By helping released prisoners find employment and rebuild their community connections, we also save lives and money. For only $5,000, we can place and retain an ex-offender in a job. That’s a lot less than the over $30,000, on average, to keep someone in prison for a year. If you look at prison-to-work programs in the U.S., recidivism rates for those employed after their release ranged from 3.3 to 8 percent. That’s a significant reduction from the average statewide recidivism rates of 31 to 70 percent.
But there’s more to it than just getting a job. If we want keep people out of prison, it’s going to take a village of volunteers. Circles of support and accountability, or CoSAs, help paroled offenders find homes, get jobs, adhere to the rules of their parole, relearn social skills and form community connections. Professionally supervised, these volunteers meet weekly with the parolee and substantially increase the likelihood of their successful reintegration and rehabilitation.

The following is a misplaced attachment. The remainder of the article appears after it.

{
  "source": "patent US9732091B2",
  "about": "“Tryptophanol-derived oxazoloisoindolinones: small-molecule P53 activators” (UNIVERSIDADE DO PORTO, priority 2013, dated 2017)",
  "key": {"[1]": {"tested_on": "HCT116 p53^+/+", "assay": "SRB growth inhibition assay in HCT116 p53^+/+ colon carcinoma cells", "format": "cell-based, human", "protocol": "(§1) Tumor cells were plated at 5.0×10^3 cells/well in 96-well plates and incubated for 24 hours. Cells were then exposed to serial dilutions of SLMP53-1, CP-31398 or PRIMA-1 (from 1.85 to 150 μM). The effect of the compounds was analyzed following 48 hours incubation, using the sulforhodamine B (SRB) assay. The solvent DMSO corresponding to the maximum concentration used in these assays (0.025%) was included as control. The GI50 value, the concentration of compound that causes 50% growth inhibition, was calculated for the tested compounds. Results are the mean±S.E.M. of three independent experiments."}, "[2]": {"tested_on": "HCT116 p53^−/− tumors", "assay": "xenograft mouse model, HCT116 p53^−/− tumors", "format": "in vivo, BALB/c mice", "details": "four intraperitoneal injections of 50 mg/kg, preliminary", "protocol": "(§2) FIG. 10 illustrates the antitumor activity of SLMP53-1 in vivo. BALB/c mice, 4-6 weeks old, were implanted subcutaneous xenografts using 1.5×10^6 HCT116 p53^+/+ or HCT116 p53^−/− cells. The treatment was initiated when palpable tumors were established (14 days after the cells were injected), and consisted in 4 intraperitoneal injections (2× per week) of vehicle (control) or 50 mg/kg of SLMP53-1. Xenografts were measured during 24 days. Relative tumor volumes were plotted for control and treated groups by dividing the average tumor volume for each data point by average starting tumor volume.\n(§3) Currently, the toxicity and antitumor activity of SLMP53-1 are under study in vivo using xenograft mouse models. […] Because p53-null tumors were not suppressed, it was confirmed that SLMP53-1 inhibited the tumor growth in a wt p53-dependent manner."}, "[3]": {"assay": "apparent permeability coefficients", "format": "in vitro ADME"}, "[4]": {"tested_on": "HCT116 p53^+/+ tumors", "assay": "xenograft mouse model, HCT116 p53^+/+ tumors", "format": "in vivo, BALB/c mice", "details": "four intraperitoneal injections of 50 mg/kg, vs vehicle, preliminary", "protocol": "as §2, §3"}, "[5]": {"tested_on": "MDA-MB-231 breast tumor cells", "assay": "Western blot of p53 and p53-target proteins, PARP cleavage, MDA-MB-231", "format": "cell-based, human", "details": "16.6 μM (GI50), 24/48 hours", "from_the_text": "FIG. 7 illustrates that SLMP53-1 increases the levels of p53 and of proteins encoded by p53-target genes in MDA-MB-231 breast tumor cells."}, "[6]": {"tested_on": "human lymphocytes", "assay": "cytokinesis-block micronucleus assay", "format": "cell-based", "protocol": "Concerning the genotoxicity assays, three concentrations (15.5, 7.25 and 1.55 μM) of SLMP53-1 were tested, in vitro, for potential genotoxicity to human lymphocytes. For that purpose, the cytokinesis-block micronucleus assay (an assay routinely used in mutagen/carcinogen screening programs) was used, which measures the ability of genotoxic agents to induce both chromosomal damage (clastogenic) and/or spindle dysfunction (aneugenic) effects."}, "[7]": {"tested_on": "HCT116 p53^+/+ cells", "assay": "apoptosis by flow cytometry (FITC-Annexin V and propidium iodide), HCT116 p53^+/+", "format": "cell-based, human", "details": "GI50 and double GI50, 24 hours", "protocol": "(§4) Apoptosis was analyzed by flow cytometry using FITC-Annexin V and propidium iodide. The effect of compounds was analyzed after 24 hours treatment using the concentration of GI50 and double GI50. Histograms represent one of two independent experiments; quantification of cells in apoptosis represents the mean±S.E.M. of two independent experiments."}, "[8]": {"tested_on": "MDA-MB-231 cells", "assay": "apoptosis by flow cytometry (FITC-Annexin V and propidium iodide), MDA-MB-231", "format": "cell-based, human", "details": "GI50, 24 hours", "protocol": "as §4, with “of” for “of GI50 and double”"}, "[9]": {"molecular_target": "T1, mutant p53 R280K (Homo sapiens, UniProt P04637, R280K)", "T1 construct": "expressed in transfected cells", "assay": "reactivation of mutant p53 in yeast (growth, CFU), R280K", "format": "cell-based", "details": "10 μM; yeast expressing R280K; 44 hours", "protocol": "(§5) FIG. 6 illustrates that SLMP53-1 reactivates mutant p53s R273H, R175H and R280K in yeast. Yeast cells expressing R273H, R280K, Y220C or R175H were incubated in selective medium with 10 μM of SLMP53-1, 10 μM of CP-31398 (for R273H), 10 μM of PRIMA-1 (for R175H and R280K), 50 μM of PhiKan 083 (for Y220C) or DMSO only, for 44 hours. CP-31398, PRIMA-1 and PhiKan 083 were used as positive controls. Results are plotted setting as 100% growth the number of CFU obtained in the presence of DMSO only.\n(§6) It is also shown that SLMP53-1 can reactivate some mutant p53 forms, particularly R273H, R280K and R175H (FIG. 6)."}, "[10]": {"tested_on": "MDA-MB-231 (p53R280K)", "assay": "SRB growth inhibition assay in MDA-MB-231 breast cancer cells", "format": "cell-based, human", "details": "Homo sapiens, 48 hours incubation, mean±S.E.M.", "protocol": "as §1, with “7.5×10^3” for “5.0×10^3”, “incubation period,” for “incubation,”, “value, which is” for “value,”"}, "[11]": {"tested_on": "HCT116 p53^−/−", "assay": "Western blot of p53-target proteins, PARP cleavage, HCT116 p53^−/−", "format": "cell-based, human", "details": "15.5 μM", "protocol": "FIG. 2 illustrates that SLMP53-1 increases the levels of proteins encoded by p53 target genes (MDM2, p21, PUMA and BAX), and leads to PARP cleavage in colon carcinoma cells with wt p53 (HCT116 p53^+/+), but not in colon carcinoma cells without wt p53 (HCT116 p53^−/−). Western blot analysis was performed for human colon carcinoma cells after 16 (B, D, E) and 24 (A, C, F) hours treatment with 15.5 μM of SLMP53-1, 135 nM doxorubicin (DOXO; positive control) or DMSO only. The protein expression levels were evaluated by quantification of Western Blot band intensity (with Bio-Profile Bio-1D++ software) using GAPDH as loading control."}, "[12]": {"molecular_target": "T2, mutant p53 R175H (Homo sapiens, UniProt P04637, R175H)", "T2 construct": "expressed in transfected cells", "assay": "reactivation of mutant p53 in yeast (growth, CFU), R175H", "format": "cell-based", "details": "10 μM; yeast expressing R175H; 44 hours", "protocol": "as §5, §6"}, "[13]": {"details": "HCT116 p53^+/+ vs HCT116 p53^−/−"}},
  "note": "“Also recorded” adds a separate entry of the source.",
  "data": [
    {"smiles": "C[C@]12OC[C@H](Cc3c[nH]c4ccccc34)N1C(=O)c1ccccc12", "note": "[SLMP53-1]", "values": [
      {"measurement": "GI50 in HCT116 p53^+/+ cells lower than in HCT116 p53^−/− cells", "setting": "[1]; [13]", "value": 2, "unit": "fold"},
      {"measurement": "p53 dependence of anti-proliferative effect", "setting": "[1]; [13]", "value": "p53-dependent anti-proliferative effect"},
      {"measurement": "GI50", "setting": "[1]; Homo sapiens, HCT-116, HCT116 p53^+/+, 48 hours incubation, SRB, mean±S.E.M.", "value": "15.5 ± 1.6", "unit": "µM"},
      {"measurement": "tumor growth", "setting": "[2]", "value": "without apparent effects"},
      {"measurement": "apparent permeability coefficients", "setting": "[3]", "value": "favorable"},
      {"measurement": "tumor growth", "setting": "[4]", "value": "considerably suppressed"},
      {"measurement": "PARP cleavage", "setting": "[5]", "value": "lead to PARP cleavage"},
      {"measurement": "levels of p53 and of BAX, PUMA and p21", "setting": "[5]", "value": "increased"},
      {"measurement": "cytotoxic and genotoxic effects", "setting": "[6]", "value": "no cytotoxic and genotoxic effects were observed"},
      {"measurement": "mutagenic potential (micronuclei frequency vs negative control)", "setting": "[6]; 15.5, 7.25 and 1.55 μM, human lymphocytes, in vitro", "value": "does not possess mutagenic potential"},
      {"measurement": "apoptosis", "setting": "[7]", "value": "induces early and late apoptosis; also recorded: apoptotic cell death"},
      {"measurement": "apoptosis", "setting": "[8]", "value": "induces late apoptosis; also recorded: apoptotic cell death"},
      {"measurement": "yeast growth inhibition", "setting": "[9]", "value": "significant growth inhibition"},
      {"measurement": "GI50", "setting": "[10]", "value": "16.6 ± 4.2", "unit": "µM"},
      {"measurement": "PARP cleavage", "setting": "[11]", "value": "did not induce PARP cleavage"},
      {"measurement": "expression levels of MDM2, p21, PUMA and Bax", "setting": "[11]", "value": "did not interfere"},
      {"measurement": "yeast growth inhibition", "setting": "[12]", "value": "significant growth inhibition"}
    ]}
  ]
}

Vermont’s Department of Corrections has circles of support and accountability programming. Although relatively new, they’re already reducing repeat offenses and parole violations. Of the 21 ex-offenders in the Vermont CoSAs studied by Dr. Kathryn Fox of the University of Vermont in 2013, only one re-offended within a year of release. That puts the CoSA re-offending rate at 0.5 percent as compared with the statewide re-offending rate of 36 percent. Unfortunately, the limited funding provided to this program only allows it to serve a small proportion of the imprisoned population.
As Con Hogan, Vermont’s widely respected and admired former state corrections commissioner and human services secretary, said in his Feb. 1 testimony before the House Corrections and Institutions Committee, “reducing the number of inmates should be our first priority, not building more beds.” We couldn’t agree more. As stated above, the road map to reduction is clear. We know what works. We’ve seen it. Now, it’s up to the state to fund it.